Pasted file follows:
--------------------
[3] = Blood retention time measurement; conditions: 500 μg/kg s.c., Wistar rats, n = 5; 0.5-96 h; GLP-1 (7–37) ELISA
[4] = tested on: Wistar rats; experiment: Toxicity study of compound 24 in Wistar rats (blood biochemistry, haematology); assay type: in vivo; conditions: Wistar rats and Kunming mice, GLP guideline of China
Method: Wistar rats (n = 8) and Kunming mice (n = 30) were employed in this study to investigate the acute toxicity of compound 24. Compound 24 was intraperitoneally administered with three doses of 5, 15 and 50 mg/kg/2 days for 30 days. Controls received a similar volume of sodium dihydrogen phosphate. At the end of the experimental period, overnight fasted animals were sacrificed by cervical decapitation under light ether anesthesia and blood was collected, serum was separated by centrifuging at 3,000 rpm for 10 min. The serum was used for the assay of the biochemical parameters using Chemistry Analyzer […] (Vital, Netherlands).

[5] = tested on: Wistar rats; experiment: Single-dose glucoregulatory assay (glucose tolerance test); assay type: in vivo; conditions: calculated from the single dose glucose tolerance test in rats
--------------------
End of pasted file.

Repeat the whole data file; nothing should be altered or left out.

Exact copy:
[3] = Blood retention time measurement; conditions: 500 μg/kg s.c., Wistar rats, n = 5; 0.5-96 h; GLP-1 (7–37) ELISA
[4] = tested on: Wistar rats; experiment: Toxicity study of compound 24 in Wistar rats (blood biochemistry, haematology); assay type: in vivo; conditions: Wistar rats and Kunming mice, GLP guideline of China
Method: Wistar rats (n = 8) and Kunming mice (n = 30) were employed in this study to investigate the acute toxicity of compound 24. Compound 24 was intraperitoneally administered with three doses of 5, 15 and 50 mg/kg/2 days for 30 days. Controls received a similar volume of sodium dihydrogen phosphate. At the end of the experimental period, overnight fasted animals were sacrificed by cervical decapitation under light ether anesthesia and blood was collected, serum was separated by centrifuging at 3,000 rpm for 10 min. The serum was used for the assay of the biochemical parameters using Chemistry Analyzer […] (Vital, Netherlands).

[5] = tested on: Wistar rats; experiment: Single-dose glucoregulatory assay (glucose tolerance test); assay type: in vivo; conditions: calculated from the single dose glucose tolerance test in rats